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Criminal Statute Invalidation Complicates Family Offenses

, New York Law Journal


Lewis A. Silverman writes: Recent appellate decisions expose the fact that the definition of a family offense in New York is not based on specific acts or conduct, but rather on references to various sections of the Penal Law, which leads to a process that can be confusing not only for attorneys, but especially for the multitude of pro se litigants who seek civil relief without the benefit of counsel.

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What's being said

  • Eric Warner

    Both the Family Court Act and the Criminal Procedure Law make crystal clear that the Family Court and the criminal courts have concurrent jurisdiction over "family offenses," and that because the courts‘ purposes differ -- one to stop the violence, the other to prosecute the offender -- they may exercise their jurisdiction simultaneously regarding allegations that are substantially the same. What these statutes do not make clear enough, though, for those seeking Family Court intervention to help end the violence, are the specific acts necessary for them to allege to obtain that intervention. Our legislators simply must do a better job of defining those acts in language that will satisfy the law and make sense to the victims petitioning the court.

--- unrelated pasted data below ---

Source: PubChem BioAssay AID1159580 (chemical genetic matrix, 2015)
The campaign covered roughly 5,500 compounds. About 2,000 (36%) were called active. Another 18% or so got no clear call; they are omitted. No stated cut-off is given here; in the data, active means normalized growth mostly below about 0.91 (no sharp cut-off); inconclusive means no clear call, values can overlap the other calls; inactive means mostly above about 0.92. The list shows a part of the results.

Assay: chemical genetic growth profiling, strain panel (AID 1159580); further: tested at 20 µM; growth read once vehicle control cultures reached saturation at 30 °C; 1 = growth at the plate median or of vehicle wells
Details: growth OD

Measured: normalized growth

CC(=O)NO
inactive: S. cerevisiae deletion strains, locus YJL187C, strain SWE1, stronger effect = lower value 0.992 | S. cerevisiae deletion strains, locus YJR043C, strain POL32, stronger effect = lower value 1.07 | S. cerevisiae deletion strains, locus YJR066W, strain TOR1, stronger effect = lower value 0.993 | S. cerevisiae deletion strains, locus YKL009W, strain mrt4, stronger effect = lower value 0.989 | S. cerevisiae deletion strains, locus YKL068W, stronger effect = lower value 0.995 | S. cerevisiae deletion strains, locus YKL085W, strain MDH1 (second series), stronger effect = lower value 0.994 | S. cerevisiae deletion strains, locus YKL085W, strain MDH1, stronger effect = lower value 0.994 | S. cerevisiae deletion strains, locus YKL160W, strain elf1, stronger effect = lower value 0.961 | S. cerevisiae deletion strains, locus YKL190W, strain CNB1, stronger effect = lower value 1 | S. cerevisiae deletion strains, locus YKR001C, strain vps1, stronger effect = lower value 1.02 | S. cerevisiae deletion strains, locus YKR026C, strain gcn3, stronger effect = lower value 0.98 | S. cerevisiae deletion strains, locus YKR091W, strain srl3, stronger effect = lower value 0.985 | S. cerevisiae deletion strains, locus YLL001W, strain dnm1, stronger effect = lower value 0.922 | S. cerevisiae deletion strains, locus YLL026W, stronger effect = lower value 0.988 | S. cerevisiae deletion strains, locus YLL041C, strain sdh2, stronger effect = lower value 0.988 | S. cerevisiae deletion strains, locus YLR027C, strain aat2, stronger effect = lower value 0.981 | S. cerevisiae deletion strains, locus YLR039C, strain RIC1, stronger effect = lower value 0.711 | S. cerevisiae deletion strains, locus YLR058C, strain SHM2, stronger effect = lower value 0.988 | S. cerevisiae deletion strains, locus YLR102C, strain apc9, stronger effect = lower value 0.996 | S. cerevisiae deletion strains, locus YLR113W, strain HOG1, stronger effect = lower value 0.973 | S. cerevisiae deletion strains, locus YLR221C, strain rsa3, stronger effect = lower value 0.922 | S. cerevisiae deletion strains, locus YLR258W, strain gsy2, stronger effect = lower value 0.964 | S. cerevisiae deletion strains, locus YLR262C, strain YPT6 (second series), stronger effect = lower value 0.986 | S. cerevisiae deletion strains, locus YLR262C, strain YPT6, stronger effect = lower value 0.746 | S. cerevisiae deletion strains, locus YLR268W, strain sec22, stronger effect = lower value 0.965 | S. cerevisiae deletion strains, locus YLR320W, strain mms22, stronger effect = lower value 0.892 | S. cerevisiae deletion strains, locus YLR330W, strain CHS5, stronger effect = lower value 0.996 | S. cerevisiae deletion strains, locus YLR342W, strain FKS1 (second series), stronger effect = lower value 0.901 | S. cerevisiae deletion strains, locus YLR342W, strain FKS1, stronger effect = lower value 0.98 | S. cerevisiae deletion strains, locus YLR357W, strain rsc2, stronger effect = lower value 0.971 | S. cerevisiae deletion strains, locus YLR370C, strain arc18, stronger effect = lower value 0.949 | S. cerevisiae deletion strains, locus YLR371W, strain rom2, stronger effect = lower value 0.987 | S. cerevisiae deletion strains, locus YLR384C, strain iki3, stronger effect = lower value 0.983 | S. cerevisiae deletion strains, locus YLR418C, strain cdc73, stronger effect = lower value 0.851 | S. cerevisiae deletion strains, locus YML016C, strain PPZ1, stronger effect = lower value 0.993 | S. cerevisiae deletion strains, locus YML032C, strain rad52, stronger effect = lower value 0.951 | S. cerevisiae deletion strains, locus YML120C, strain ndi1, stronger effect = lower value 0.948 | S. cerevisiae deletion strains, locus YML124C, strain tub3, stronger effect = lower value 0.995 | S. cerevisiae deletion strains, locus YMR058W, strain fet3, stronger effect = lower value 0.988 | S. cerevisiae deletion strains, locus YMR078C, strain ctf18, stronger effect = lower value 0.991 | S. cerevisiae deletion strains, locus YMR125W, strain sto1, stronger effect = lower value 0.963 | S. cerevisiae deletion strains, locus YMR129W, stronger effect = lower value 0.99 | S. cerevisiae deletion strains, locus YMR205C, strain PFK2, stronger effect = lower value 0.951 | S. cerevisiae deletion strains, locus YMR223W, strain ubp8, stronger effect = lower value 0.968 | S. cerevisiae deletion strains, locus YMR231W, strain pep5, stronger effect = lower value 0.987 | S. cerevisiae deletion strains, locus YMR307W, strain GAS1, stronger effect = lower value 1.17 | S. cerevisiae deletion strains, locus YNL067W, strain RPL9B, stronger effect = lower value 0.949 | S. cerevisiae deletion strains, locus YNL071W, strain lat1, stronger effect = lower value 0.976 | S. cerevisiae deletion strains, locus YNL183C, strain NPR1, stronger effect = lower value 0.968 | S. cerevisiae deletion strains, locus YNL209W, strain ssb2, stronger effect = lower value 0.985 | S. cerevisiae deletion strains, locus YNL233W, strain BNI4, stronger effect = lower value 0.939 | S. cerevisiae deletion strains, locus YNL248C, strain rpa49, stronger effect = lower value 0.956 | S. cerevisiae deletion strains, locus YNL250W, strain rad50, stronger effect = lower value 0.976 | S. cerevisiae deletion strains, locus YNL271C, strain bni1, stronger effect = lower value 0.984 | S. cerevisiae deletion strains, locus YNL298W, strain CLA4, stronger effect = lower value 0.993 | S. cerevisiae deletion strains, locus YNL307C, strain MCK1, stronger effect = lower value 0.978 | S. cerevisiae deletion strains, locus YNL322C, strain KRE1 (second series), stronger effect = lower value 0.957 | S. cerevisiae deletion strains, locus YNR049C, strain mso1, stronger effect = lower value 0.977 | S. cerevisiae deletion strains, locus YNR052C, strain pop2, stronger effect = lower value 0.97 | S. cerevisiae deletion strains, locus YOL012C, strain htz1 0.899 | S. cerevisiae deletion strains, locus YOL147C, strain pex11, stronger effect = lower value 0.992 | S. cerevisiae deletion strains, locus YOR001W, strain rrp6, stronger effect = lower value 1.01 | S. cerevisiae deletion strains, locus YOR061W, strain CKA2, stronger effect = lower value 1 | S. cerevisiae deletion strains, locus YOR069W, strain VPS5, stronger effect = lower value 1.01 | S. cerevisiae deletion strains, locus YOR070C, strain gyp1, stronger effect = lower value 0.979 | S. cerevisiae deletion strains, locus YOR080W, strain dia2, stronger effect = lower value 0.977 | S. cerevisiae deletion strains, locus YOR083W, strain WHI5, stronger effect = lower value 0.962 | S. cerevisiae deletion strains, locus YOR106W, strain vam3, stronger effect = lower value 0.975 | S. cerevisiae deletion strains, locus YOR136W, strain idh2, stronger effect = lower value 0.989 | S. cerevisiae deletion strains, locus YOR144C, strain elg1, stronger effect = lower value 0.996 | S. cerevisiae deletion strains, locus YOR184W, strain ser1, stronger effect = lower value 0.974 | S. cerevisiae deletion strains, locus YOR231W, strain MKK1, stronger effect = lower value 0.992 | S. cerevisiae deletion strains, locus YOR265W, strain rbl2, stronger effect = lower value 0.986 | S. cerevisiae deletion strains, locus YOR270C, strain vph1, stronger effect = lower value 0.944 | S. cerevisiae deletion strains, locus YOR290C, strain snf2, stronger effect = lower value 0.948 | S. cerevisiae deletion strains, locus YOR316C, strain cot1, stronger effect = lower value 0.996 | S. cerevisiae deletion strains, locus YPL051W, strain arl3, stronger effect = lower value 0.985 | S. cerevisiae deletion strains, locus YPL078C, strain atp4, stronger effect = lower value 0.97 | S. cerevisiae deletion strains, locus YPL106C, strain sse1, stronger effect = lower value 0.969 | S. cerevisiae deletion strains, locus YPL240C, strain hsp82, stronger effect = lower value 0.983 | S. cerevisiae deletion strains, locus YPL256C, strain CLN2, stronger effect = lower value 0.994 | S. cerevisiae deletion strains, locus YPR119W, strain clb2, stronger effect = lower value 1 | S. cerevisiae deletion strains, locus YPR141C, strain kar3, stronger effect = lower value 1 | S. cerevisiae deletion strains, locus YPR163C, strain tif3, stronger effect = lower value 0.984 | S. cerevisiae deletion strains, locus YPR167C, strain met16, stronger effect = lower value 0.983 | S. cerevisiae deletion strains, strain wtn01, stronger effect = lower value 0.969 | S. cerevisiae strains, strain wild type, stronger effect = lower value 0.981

Professor Silverman has provided an articulate call for legislative action and an excellent presentation of the action the legislature needs to take. Nice Job!

    Eric Warner
    Former Senior Executive Assistant District Attorney, Bronx County
    Author of The Juvenile Offender Handbook

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